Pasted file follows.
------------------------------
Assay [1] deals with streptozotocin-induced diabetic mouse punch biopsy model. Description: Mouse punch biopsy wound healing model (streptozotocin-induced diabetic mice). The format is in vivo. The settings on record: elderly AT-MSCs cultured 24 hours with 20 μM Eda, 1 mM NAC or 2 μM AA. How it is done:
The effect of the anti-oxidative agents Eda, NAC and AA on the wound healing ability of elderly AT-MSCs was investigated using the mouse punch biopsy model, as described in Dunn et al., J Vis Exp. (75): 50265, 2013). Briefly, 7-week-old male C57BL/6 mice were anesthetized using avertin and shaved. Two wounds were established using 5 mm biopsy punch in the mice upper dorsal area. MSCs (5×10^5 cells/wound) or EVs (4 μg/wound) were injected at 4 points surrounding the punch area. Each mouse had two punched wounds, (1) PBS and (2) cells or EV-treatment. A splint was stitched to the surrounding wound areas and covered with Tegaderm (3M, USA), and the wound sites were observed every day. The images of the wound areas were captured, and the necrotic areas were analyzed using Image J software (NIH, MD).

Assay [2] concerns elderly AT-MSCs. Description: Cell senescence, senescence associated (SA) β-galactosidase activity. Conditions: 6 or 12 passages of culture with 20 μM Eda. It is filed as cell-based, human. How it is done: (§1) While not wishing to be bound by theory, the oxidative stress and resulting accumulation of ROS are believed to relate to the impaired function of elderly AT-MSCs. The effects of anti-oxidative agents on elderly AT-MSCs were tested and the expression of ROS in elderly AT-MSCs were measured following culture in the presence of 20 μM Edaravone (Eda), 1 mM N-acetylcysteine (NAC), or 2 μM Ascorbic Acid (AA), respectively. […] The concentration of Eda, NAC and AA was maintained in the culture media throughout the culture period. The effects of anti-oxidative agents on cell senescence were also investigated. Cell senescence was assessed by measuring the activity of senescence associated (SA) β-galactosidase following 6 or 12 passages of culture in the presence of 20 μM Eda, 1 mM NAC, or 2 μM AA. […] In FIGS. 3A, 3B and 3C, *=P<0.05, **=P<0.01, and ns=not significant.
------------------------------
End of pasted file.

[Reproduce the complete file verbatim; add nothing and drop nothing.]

Assay [1] deals with streptozotocin-induced diabetic mouse punch biopsy model. Description: Mouse punch biopsy wound healing model (streptozotocin-induced diabetic mice). The format is in vivo. The settings on record: elderly AT-MSCs cultured 24 hours with 20 μM Eda, 1 mM NAC or 2 μM AA. How it is done:
The effect of the anti-oxidative agents Eda, NAC and AA on the wound healing ability of elderly AT-MSCs was investigated using the mouse punch biopsy model, as described in Dunn et al., J Vis Exp. (75): 50265, 2013). Briefly, 7-week-old male C57BL/6 mice were anesthetized using avertin and shaved. Two wounds were established using 5 mm biopsy punch in the mice upper dorsal area. MSCs (5×10^5 cells/wound) or EVs (4 μg/wound) were injected at 4 points surrounding the punch area. Each mouse had two punched wounds, (1) PBS and (2) cells or EV-treatment. A splint was stitched to the surrounding wound areas and covered with Tegaderm (3M, USA), and the wound sites were observed every day. The images of the wound areas were captured, and the necrotic areas were analyzed using Image J software (NIH, MD).

Assay [2] concerns elderly AT-MSCs. Description: Cell senescence, senescence associated (SA) β-galactosidase activity. Conditions: 6 or 12 passages of culture with 20 μM Eda. It is filed as cell-based, human. How it is done: (§1) While not wishing to be bound by theory, the oxidative stress and resulting accumulation of ROS are believed to relate to the impaired function of elderly AT-MSCs. The effects of anti-oxidative agents on elderly AT-MSCs were tested and the expression of ROS in elderly AT-MSCs were measured following culture in the presence of 20 μM Edaravone (Eda), 1 mM N-acetylcysteine (NAC), or 2 μM Ascorbic Acid (AA), respectively. […] The concentration of Eda, NAC and AA was maintained in the culture media throughout the culture period. The effects of anti-oxidative agents on cell senescence were also investigated. Cell senescence was assessed by measuring the activity of senescence associated (SA) β-galactosidase following 6 or 12 passages of culture in the presence of 20 μM Eda, 1 mM NAC, or 2 μM AA. […] In FIGS. 3A, 3B and 3C, *=P<0.05, **=P<0.01, and ns=not significant.